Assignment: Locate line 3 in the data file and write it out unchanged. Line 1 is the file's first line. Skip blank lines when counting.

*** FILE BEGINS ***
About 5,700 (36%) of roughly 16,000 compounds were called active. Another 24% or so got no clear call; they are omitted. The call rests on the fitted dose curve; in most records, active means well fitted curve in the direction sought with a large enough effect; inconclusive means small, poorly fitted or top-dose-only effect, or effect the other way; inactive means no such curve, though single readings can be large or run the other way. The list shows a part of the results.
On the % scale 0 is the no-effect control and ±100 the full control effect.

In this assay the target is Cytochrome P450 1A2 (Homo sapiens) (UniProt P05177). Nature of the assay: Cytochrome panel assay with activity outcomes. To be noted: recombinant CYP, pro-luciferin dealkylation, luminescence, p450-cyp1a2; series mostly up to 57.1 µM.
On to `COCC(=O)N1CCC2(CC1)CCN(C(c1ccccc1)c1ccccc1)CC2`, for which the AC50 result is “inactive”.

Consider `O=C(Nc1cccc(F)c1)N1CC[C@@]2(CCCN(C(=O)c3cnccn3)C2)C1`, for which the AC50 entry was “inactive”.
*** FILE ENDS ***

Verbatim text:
In this assay the target is Cytochrome P450 1A2 (Homo sapiens) (UniProt P05177). Nature of the assay: Cytochrome panel assay with activity outcomes. To be noted: recombinant CYP, pro-luciferin dealkylation, luminescence, p450-cyp1a2; series mostly up to 57.1 µM.